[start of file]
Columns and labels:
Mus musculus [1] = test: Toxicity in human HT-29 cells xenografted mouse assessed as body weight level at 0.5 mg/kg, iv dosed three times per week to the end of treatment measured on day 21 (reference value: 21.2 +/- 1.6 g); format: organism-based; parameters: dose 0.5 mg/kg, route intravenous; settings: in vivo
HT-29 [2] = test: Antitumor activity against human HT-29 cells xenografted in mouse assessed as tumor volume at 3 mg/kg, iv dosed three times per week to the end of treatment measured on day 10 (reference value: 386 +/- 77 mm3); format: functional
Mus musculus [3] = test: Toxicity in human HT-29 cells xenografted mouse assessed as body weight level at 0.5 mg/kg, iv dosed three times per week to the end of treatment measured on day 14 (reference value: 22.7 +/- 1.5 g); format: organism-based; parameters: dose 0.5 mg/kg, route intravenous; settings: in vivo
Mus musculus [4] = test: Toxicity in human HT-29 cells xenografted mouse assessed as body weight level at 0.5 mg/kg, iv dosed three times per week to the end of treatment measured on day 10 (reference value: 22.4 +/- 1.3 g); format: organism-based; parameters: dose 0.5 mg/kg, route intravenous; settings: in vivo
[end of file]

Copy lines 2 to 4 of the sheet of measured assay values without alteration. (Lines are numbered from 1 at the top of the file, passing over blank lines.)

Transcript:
Mus musculus [1] = test: Toxicity in human HT-29 cells xenografted mouse assessed as body weight level at 0.5 mg/kg, iv dosed three times per week to the end of treatment measured on day 21 (reference value: 21.2 +/- 1.6 g); format: organism-based; parameters: dose 0.5 mg/kg, route intravenous; settings: in vivo
HT-29 [2] = test: Antitumor activity against human HT-29 cells xenografted in mouse assessed as tumor volume at 3 mg/kg, iv dosed three times per week to the end of treatment measured on day 10 (reference value: 386 +/- 77 mm3); format: functional
Mus musculus [3] = test: Toxicity in human HT-29 cells xenografted mouse assessed as body weight level at 0.5 mg/kg, iv dosed three times per week to the end of treatment measured on day 14 (reference value: 22.7 +/- 1.5 g); format: organism-based; parameters: dose 0.5 mg/kg, route intravenous; settings: in vivo